The centrality of narrative to Even the Ocean means story will be my focus for the rest of this review. If you do not want it “spoiled,” please do not read on.
If, in judging the story, I seem harsh or nitpicky, this criticism comes from a place of respect. In a video game with political themes striving for literary seriousness, I believe narrative scrutiny is more worthwhile and necessary than in something frivolous like Hinedere Beat.
For most of the plot, Aliph has little agency, obeying whatever orders she receives initially from Hastings, her boss who rapidly vanishes from the story, and then from Mayor Biggs and Dr. Wodsnick. However, I do not consider this a flaw. I am skeptical of the traditional writing advice that a “good” protagonist must have substantial agency. Many of us in real life similarly spend most of our days powerless. Aliph’s obedience, in a bit of a (good) video game cliché dating back at least to Metal Gear, is also thematically relevant. In the end, the world is consigned to destruction because Aliph fails to interrogate the unjust and unsustainable power structures she serves. As Aliph says when the sky is red, and she realizes every whimsical child and disgruntled clown she met is doomed, “I don’t know anything about anything! I just… I just did what I was supposed to do!” Emphasis mine. As is often the case, however, this falls somewhat flat when the player has no choice to ever not be complacent, though Analgesic Productions would correct this narrative shortcoming in their next release, Anodyne 2.
The central metaphor about light and dark energy concerns two main subjects: hierarchical power structures and climate change. The society of Whiteforge, the world’s dominant city-state by far, is meant to parallel “modern civilization” with its militarism, class stratification, and climactic destruction. The entire story is framed as a warning to the real-world civilization here on Earth. Whiteforge proves unsustainable because it is fundamentally unjust and because its effect on the environment guarantees a natural feedback loop akin to climate change—here taking the form of kaiju-like monsters called Geomes and a global deluge.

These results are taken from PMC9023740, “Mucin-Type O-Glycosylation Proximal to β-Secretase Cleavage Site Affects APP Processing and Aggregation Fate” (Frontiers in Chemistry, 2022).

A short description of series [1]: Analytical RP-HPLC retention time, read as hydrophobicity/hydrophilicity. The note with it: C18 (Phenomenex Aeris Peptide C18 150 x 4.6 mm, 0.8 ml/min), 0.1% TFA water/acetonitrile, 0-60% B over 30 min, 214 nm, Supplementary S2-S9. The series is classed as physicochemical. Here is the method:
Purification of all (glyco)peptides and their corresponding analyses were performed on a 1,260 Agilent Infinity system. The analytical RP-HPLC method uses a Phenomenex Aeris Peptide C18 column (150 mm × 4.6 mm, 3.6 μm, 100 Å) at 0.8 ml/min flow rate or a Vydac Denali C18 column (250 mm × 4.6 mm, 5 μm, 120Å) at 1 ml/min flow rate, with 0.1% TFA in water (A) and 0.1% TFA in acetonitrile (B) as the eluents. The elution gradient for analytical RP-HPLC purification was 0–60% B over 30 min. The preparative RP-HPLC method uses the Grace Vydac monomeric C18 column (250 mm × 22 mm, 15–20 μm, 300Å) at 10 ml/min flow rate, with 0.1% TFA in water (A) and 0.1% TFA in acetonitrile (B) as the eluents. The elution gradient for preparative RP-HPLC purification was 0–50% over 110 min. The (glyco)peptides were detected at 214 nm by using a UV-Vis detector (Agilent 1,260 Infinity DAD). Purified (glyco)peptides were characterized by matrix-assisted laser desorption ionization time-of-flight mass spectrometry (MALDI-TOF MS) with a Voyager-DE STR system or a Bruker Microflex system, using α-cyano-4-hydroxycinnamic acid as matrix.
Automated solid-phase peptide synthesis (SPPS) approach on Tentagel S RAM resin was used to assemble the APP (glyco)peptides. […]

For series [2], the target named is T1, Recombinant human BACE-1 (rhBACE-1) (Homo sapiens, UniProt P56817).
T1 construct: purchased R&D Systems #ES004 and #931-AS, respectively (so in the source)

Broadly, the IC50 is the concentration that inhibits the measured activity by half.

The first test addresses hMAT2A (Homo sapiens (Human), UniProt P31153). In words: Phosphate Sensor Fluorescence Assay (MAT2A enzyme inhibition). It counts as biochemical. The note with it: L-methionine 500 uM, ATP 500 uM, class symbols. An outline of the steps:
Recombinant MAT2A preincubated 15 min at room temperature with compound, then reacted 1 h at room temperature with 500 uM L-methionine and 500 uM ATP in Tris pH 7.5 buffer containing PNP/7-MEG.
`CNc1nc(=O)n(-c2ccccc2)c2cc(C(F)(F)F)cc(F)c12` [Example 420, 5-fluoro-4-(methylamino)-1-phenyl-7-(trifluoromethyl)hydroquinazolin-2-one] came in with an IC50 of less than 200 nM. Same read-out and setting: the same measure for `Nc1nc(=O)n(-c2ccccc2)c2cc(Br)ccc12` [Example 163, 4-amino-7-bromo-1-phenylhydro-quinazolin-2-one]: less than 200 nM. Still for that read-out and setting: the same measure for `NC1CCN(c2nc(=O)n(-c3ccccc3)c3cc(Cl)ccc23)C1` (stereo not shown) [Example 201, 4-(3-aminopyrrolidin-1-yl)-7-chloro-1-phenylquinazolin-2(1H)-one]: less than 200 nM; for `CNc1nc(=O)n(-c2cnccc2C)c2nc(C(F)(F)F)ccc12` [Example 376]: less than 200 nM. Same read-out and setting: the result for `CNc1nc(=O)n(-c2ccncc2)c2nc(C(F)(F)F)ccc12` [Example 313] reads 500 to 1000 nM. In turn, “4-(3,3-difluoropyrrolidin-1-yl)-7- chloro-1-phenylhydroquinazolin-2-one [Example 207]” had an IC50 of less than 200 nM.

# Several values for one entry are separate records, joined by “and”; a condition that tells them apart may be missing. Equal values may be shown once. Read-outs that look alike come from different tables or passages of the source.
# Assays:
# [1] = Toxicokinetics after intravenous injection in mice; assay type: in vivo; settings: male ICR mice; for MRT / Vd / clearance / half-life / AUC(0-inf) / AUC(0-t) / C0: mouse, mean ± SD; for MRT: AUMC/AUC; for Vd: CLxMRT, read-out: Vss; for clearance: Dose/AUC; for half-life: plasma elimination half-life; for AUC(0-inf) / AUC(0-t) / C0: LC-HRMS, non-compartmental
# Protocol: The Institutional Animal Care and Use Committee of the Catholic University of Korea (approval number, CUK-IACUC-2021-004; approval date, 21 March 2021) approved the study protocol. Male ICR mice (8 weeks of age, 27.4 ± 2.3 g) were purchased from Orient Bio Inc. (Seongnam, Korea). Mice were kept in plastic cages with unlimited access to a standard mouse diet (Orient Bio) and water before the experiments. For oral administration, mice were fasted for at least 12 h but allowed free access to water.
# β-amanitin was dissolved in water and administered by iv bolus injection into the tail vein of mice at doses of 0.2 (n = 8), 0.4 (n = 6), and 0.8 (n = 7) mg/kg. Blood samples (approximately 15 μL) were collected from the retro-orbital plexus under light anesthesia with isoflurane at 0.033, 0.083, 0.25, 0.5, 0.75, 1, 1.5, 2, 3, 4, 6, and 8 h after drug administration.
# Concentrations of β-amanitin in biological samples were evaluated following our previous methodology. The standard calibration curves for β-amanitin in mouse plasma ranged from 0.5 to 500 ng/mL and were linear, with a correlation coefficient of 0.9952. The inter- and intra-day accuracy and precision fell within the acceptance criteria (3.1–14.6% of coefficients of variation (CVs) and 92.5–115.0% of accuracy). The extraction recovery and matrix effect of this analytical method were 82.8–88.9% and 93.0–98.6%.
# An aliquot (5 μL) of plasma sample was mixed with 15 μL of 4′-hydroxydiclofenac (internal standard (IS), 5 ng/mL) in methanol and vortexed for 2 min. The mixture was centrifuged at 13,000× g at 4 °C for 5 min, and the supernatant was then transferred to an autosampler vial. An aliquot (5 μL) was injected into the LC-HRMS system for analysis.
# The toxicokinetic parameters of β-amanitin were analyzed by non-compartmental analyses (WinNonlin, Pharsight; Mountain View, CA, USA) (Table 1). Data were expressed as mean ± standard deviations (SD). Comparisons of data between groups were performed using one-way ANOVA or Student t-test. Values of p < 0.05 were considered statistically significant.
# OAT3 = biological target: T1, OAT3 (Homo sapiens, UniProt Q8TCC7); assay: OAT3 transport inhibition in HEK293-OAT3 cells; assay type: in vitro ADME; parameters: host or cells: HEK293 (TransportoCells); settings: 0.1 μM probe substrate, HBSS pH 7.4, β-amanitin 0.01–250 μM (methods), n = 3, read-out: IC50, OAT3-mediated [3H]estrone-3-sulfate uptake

Light energy is vertical. Its supremacy corresponds to hierarchy in the obvious class divides of Whiteforge. Dark energy is horizontal, associated with the soil and the presumably egalitarian tribes whose descendants build Whiteforge. Aliph’s relationships with these two types of energy and the social values they imply correspond, like the player’s relationship to the Order and Chaos faction leaders in a Megaten game, to Mayor Biggs (light energy) and Yara (dark energy).
Biggs’s relationship to light energy is obvious. A literally lofty ruler, this politician with the coiffured hair of a cartoon big shot inhabits the heights of the Whiteforge Apex District and presides over the power plants and battle against the end of the world. Biggs is “out-of-touch with the constituents” and seems to lead a sexless life, with no reference to any kind of partner. Yara, in comparison, is a poor queer woman close to the earth who labors in the soil and does not fear death, which she is close to from the beginning, first appearing to eulogize her partner. The preview aligns characters with certain energies, and Yara stands (or rather kneels) on the dark energy side.
Biggs, aloof even when he tries to be kind, uses Aliph for his propaganda and commands her to carry out missions. His dialogue portrait always marks him as “Mayor Biggs,” including his title to emphasize that he is the player’s superior. In his last scene, Biggs tells Aliph she is like a daughter to him—an inferior rather than a friend. Biggs is always hierarchical in his relationship to the player avatar.
Yara, though grieving her girlfriend, is emotionally intimate with Aliph, cooks her meals, provides advice, hugs her as they both die, and, depending on how one reads the end of Act 3, might become her sexual partner (though in the ending, Aliph still calls Yara only her “friend”). Yara is very much Aliph’s reciprocal equal, rejecting her only when Aliph begins living in the upper district.